Offering an innovative approach to teaching in what is a crowded cookery school space, Cactus Kitchens has become a market leader within just four years of business.
Founded and led by Anna Ratcliffe, the company now offers a unique and versatile events space while collaborating with a range of celebrity chefs.
Business Advice caught up with Ratcliffe to find out more about how Cactus Kitchens came to cultivate the combination of award-winning cooking experiences with its forward-thinking workplace ethos.
(1) Who are you and what’s your business?
I’m Anna Ratcliffe, the director of Cactus Kitchens. We are a cookery school and events space based in an old chapel tucked away off Clapham High Street in South West London.
(2) How long have you been around for?
The business was set up in 2012 and began trading in 2013.
(3) How do you make money?
We’re the home of the Michel Roux Jr Cookery School where we offer cooking experiences with Michelin starred chef Michel Roux Jr and Roux trained chefs.
Our guests can cook – and eat – their way through a three-course menu, or learn essential kitchen crafts like knife skills, bread-making, and how to make stocks and sauces.
We also design bespoke corporate cooking events, have a thriving corporate hospitality business, as well as a venue-hire service for food-themed product launches, photoshoots and events.
(4) What makes you different and why should people take notice?
We believe that sharing great food in good company is one of life’s greatest pleasures. For us, the experience of cooking and eating together around our dining table informs the way we organise our experiences and classes.
Making our guests feel welcome and at home enables them to relax. Once they feel comfortable, they are more likely to truly enjoy the experience of cooking, picking up lots of valuable skills and tips along the way.
We also have a Happiness Officer, whose role it is to look after all of our customers in the lead up to their visit, and then who greets all of our guests upon arrival, helping to create a welcoming, inviting and familiar environment.
Until very recently we were an all-female team; we only took on our first male employee this autumn. We are also a very young team – the majority of us are under 30 years old.
(5) What was key in terms of getting started?
The real key in terms of setting the business on a path for growth was meeting Alasdair Inglis from We Are Grow at a British Library masterclass. He suggested that we apply for the Growth Accelerator Scheme that the government was running back in 2013.
Through this scheme we were given grants towards funding training workshops with a finance mentor, and worked with Alasdair as our marketing mentor. Having that outside input and support to bounce ideas off with experienced business people was invaluable for our initial phase of growth.
(6) What’s your biggest achievement to date?
Cactus Kitchens being named “Cookery School of the Year 2016” in the Food and Travel Magazine Reader Awards.
It’s voted for entirely by the readers. We were up against well-established cookery schools who have been around a lot longer than us, and it’s been a real boost for the team to receive the accolade, and rewarding to know that our customers love what we’re offering.
Of course, being nominated for an Amazon Growing Business Award is also an amazing achievement.
(7) What setbacks have you had along the way?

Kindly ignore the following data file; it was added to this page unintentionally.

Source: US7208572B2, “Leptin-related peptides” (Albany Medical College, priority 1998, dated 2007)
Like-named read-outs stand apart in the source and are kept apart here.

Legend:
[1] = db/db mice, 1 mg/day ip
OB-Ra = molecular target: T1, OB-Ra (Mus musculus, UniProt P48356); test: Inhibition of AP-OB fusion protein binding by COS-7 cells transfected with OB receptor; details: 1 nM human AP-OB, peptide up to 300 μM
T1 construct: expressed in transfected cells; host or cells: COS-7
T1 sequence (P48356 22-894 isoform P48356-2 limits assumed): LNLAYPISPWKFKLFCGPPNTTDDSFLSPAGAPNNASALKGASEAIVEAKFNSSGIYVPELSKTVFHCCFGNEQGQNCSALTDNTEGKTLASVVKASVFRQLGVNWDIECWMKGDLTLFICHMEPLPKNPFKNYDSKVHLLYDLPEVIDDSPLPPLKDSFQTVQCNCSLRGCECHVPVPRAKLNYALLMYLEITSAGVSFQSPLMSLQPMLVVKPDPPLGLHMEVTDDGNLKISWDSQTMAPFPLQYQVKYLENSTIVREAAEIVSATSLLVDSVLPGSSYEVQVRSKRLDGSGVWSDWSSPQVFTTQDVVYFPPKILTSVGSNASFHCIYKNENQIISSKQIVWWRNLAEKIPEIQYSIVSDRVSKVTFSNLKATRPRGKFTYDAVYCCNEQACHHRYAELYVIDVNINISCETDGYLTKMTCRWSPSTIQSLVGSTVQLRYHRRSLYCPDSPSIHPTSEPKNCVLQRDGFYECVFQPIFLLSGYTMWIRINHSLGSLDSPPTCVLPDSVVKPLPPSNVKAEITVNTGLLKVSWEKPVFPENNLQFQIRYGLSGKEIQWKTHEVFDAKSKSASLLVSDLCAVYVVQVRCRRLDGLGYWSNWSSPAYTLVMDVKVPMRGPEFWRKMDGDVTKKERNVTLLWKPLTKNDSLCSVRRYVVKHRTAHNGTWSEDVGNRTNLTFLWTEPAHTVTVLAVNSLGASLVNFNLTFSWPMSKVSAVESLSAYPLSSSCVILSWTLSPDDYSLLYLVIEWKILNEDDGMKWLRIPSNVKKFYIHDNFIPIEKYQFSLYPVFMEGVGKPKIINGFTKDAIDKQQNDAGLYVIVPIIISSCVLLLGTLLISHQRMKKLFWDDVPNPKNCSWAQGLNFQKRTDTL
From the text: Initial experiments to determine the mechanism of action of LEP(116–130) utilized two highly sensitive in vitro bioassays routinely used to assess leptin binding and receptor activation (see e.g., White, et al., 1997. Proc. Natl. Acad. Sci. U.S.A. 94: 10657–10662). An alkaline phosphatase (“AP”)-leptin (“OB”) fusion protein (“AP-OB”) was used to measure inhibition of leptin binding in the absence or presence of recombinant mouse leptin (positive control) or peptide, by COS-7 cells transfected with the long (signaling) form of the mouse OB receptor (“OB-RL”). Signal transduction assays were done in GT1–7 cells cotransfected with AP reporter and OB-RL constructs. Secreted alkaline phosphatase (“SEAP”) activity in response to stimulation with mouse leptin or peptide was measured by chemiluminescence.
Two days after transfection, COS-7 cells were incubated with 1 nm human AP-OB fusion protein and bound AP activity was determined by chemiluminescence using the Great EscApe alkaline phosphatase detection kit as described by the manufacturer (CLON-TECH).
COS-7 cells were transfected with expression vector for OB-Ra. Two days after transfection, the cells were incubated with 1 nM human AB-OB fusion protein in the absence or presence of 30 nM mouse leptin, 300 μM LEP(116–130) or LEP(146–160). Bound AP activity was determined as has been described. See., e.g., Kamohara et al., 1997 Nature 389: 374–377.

There have been quite a few, but that’s all part of the learning experience in setting up a business – “every day is a school day”, as I like to say.
Looking back, we made the mistake of spending too much money on our first website and booking system.
I’ve since learnt – from attending the Start-up Tribe at Escape the City – that there are so many great free tools to help get your business off the ground, and that you don’t need to be perfect when you start.
Just get something out there and see what the response is. Test, learn, make changes and continue to evolve.
(8) In five years’ time, I will be…
First and foremost I hope that the team I have now continues to grow and develop as the business does. They are what makes coming to work each day fun.
As a company, I hope we will have found ways to scale our experiences and skills-based classes to encourage and enable thousands more people to enjoy the simple pleasures that can be found in cooking and eating together.
(9) What one tip would you give to others starting out?
Seek out and take all the advice and support you can from all the fantastic organisations out there that are supporting startups in the UK. There are so many places to get help from, so suck up all the tips like a hoover.
Also, search out any local schemes giving business support and find yourself some mentors – they really are invaluable.
(10) Who are your business heroes and why?
I read Danny Meyer’s “Setting the Table” years ago. He’s a New York restaurateur and CEO of the Union Square restaurant group. In his book he talks about the importance of looking after you staff first and foremost. If you treat them well they will in turn look after your customers.
Richard Branson also once said: “Train people well enough so they can leave, treat them well enough so they don’t want to.”
I wholeheartedly believe in this ethos. Although we’re only a small team, we don’t have a limited holiday allowance.
Our staff are also encouraged to receive work experience in the kitchens, or with companies that we work with, as well as attend masterclasses and workshops to develop their skills and generally to have fun together.
Cactus Kitchens has been nominated for Micro Business of the Year at the Amazon Growing Business Awards.
Zaini Hats: Authentic Scottish knitwear with an army of celebrity fans.
Sign up to our newsletter to get the latest from Business Advice.